But here is one you might have been swooped by lately if you're unlucky, find out why:
The Australian Magpie is one of Australia's most widespread and recognisable bird species, they are black and white but the plumage pattern varies. The nape, upper tail and shoulder are white in males and grey in females.
Groups of up to 24 birds live year round in territories that are actively defended by all group members. The group depends on this territory for food, roosting and nesting requirements.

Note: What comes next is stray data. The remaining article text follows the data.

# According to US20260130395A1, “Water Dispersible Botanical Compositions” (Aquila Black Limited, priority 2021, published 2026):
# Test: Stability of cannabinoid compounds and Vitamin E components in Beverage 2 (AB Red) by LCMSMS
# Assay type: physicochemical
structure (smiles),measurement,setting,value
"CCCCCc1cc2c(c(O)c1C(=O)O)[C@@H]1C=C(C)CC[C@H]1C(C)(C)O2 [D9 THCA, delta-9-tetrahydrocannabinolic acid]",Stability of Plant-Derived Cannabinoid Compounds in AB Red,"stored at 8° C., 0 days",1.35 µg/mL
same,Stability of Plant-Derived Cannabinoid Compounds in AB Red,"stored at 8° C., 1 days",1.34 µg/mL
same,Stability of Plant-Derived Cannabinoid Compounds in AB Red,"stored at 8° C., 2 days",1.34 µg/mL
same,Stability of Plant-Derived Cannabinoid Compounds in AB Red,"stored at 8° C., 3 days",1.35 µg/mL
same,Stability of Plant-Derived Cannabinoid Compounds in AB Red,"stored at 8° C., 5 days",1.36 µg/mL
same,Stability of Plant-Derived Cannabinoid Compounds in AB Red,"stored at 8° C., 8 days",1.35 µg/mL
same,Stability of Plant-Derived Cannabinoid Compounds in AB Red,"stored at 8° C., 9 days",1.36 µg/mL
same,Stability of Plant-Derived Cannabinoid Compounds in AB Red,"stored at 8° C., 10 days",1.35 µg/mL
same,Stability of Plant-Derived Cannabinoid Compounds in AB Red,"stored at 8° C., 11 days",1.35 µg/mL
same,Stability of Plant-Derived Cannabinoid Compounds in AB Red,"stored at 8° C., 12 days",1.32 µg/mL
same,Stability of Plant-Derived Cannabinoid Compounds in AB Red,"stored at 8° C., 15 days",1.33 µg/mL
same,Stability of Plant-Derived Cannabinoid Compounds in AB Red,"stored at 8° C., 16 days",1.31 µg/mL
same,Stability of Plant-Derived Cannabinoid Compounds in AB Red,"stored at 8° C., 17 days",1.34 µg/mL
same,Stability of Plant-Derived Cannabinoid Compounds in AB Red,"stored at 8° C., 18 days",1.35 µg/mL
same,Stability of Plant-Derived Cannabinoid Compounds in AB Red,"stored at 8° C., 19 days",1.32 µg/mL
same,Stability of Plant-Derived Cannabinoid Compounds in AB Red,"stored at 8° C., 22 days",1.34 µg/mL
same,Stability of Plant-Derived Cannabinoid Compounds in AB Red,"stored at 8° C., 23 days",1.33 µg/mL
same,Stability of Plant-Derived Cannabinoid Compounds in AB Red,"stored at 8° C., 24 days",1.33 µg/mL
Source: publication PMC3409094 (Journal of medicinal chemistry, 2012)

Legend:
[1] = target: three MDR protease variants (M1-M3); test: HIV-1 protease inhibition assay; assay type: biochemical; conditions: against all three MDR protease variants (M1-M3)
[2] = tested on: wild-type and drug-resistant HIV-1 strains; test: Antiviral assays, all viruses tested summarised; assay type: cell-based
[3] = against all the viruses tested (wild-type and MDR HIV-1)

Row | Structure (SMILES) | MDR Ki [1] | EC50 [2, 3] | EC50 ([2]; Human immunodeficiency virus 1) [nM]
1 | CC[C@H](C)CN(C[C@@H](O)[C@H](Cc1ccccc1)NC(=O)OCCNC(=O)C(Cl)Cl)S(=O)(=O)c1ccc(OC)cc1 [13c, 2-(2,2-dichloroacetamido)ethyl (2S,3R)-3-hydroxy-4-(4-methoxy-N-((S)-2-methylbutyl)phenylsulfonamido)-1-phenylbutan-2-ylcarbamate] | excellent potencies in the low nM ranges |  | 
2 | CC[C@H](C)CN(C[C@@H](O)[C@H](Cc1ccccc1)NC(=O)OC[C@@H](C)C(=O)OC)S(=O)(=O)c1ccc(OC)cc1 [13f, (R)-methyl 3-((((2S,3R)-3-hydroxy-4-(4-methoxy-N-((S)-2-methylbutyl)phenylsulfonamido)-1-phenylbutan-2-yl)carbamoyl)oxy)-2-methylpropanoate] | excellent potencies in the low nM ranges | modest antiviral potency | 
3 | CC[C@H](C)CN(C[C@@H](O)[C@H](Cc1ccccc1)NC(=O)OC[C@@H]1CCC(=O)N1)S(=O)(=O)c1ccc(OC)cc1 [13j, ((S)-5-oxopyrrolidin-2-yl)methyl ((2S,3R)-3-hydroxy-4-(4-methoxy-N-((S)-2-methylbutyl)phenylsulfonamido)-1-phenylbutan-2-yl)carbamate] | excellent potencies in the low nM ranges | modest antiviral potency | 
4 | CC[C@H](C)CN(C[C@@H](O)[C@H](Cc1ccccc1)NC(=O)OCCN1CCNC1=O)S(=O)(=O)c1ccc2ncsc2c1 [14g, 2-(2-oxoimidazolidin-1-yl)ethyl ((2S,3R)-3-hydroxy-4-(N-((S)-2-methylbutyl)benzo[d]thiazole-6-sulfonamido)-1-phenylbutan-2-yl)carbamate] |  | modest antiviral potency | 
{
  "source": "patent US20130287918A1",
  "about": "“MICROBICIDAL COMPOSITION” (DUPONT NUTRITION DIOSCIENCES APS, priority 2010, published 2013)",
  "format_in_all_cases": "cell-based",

Magpies walk along the ground searching for insects and larvae.
Portrait of a Magpie /
raider of gin /
CC BY 2.0
Although quite tame, during breeding season (late August to early October) some individuals become aggressive towards intruders, including humans who venture too close to nesting sites. The nest is constructed in the outer branches of a tree, up to 15m above the ground and made up of sticks and twigs, with the inside bowl lined with grass and hair.
The Magpie has a complex musical, warbling call which is one of the most familiar Australian bird sounds. The pitch may vary up to over 4 octaves and mimic over 35 other species, including native birds, horses and dogs. Magpies living in close proximity to humans have even been known to mimic human speech. Pairs of magpies take up loud musical carolling to advertise and defend their territory.
Thanks to Rhonda for the info!